The video gaming industry has come a long way from the first home based gaming system since the Magnavox Odyssey. Through the decades, the video game industry has rapidly improved the technology to home gaming, and made arcades nonexistence. The major video gaming titans of today are Nintendo, Microsoft Xbox, and Sony Playstation. These three have been in war with each other the past ten years, and neither show signs of defeat. However the two leading competitors of high sales in the gaming industry are Microsoft Xbox and Sony Playstation. Both developers have been head to head on technological advancements and consumer marketing. Sony uses their advanced design of game console and their secrecy of their project to entice consumers. Microsoft however tries to direct their marketing strategy towards consumers themselves. With different marketing planning, both companies still show success. Sony and Microsoft’s entire production unit were sold out when they were released at their release date. Sony Playstation 3
On November 24, Sony released the PlayStation 3, kicking off the latest round in the video game console wars. But this is not like the battles of the past for Sony, whose annual revenue now hinges on outselling rivals Nintendo and Microsoft. Sony doesn't seem to realize the situation it's created for itself, gambling its gaming business on a strategy that will alienate the very public that made earlier PlayStations undisputed leaders for the last decade.
Sony revealed last month that profits for the second quarter were down 94 percent to $14 million due to the recall of 9.6 million faulty laptop batteries at a cost of $432 million and the $367 million operating loss of the gaming division, attributed to preparation for the PlayStation 3 launch and declining sales of PlayStation 2 and PlayStation Portable.
Everyone's watching to see how this battle plays out, because each company is pursuing a very different strategy. Sony and Microsoft are gunning for pure performance systems, while Nintendo is shooting at fun, playable games that rely more on its unique controllers than impressive graphics hardware.
Sony hasn't demonstrated any units nor leaked significant information about the machine. This is a smart marketing strategy. Leaking information only dilutes the power of the final product launch and does nothing to actually satisfy consumers. Withholding information, on the other hand, builds buzz and word-of-mouth interest. Think of the power Apple gets from all the secrecy around its products. Sony is doing the same thing. Sony is a marketing company. It sells as much style and excitement as it does electronics. Sony's brand has in the past commanded premium prices because of Sony's savvy marketing.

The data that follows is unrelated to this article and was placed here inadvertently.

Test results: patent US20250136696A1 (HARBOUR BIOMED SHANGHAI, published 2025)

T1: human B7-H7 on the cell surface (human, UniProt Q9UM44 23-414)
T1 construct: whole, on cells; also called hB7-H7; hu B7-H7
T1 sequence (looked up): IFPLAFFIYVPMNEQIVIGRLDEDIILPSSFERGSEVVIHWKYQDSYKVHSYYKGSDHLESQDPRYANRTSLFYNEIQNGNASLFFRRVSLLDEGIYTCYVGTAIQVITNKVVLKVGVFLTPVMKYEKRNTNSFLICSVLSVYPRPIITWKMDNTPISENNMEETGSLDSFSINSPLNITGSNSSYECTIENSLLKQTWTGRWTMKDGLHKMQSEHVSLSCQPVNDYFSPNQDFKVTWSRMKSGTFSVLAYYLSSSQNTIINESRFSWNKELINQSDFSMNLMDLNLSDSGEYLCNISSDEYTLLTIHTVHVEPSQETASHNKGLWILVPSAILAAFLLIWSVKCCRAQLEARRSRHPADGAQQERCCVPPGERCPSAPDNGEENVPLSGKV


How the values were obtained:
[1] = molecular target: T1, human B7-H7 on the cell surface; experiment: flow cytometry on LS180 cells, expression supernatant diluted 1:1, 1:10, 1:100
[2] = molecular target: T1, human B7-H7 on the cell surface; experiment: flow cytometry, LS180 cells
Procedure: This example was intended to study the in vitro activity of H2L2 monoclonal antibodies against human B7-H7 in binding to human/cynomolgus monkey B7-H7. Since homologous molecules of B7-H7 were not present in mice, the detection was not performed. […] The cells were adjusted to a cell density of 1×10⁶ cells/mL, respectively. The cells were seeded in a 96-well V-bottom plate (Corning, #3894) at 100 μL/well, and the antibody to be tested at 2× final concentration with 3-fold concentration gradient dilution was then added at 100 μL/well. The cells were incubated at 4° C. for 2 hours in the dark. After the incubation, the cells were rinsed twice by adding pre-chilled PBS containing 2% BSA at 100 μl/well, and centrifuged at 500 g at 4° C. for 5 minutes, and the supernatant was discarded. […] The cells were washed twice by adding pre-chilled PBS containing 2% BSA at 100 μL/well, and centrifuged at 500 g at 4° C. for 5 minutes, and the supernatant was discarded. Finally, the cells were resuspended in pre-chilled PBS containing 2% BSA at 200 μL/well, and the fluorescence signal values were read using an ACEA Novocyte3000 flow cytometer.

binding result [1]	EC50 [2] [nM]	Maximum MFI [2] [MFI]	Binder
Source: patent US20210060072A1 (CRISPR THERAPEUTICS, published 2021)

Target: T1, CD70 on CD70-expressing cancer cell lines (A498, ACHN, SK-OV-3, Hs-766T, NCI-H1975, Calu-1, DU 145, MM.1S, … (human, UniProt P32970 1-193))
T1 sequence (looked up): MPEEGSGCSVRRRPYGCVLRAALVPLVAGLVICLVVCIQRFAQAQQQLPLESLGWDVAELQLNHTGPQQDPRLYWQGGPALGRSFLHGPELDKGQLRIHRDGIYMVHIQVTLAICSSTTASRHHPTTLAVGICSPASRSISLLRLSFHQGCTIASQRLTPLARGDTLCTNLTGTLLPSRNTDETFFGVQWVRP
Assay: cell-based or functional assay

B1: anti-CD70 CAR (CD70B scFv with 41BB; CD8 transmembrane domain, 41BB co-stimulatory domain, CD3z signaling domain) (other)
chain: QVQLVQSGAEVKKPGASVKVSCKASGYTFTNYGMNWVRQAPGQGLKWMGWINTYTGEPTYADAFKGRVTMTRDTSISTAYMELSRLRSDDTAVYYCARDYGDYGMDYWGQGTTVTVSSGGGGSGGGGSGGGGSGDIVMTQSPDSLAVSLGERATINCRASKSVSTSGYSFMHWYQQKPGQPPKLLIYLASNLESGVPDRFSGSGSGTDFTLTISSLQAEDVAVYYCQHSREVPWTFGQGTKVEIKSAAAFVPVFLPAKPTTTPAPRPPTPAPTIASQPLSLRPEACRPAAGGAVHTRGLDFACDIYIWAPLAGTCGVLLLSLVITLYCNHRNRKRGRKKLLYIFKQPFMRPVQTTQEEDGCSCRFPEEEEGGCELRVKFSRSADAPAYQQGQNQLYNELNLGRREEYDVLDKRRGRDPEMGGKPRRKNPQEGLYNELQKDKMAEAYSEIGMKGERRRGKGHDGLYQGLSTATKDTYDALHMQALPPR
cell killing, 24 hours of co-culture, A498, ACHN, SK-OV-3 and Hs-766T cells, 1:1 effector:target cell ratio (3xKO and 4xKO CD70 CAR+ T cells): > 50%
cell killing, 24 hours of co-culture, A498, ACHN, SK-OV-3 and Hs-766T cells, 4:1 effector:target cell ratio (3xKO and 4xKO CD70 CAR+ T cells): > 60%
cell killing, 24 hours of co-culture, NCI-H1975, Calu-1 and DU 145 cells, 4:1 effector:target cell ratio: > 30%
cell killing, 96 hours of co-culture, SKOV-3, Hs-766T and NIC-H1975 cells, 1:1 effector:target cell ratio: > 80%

The company's future relies on the PlayStation 3 and the technology that comprises it. Until November because its two most exciting pieces of technology weren't ready - the Cell processor chip and the Blu-ray drive. The complexity of the chip, co-developed with IBM and Toshiba, delayed the manufacture of a large enough quantity of consoles for a system launch.
The Blu-ray Disc was jointly developed by the Blu-ray Disc Association (BDA), a group of the world's leading consumer electronics, personal computer and media manufacturers (including Apple, Dell, Hitachi, HP, JVC, LG, Mitsubishi, Panasonic, Pioneer, Philips, Samsung, Sharp, Sony, TDK, and Thomson).
This next-generation optical disc format has a slight technical superiority over its rival the HD-DVD, due to its ability to hold up to 25GB of data on a single-layer disc and 50GB on a dual layer disc vs. the HD-DVD's 15GB. But the price of greater storage will be high. The future of the $24 billion home video market will depend on which format wins over the marketplace. This means the PlayStation 3 is fighting a war on two fronts, one on the gaming console front and the other on the video front. Since the Blu-ray technology is a new one, it...
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